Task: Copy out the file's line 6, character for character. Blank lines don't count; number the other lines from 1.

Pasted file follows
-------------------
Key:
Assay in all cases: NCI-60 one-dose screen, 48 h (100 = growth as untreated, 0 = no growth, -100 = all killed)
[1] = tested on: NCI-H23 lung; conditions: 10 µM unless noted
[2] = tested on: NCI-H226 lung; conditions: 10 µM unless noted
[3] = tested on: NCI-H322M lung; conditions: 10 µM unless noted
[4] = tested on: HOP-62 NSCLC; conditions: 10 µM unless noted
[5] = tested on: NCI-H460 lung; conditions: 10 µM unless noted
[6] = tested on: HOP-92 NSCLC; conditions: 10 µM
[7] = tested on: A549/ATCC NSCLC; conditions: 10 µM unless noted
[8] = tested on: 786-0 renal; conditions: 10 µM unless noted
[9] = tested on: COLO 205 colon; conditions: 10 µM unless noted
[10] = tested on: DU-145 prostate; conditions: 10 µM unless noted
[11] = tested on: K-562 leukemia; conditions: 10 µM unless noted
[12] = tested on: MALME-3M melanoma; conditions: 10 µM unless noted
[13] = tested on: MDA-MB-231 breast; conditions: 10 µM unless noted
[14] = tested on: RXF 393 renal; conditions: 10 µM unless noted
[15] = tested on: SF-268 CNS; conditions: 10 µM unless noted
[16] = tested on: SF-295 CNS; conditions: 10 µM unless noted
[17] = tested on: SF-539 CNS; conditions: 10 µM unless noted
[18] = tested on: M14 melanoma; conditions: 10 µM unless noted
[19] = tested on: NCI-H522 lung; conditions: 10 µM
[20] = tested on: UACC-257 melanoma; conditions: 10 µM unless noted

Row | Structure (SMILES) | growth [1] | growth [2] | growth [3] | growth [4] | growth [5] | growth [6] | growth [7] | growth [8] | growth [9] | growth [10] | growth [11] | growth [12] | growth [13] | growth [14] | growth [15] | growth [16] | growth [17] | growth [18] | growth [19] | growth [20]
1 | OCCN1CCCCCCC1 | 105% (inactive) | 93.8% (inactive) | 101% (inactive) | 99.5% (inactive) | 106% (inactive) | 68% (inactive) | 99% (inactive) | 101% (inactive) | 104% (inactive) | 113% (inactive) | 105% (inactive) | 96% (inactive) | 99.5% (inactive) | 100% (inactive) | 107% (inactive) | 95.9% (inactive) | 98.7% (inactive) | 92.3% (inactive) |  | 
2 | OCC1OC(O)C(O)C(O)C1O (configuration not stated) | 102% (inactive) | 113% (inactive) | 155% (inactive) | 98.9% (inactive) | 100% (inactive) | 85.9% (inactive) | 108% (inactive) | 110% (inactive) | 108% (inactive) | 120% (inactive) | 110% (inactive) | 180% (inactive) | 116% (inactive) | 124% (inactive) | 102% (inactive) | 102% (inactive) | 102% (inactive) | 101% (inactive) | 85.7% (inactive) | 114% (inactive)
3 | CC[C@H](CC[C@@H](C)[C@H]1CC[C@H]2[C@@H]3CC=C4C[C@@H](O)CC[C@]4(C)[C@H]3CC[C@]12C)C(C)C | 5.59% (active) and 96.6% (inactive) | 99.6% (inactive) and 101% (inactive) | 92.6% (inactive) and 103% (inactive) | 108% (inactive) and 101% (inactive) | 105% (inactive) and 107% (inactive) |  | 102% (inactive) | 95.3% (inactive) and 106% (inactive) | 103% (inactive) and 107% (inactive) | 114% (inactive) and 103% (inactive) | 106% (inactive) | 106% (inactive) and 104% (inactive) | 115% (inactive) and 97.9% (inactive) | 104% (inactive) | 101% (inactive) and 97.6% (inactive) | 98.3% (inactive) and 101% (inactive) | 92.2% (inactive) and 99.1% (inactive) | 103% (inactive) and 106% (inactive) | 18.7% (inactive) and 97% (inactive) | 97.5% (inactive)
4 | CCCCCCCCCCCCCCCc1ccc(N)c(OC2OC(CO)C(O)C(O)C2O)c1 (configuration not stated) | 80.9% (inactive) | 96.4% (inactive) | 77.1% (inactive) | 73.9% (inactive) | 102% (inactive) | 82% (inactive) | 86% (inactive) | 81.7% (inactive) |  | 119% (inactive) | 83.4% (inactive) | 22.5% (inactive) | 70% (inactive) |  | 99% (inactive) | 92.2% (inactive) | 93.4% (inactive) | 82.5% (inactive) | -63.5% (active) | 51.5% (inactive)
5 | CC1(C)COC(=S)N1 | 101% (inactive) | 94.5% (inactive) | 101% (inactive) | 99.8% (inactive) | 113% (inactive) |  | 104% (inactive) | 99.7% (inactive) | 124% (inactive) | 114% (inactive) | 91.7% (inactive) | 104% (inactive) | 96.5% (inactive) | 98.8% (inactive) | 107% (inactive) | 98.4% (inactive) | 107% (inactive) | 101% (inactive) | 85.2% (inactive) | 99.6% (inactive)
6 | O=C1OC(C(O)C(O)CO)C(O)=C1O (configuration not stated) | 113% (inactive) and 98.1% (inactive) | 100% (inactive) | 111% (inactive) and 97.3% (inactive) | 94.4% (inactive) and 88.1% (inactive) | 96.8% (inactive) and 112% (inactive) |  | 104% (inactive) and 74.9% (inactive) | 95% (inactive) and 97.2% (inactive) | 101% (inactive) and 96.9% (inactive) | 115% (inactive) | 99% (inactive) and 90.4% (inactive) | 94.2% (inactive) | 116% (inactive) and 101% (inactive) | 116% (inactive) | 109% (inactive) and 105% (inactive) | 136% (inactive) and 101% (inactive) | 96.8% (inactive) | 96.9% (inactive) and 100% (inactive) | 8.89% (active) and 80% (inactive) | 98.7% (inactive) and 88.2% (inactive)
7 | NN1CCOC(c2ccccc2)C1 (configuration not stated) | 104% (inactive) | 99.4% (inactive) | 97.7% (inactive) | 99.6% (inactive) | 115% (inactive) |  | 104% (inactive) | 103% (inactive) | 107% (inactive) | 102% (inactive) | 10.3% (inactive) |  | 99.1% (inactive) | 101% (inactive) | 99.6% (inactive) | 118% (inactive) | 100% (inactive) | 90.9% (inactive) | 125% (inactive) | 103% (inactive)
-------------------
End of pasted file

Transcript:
[4] = tested on: HOP-62 NSCLC; conditions: 10 µM unless noted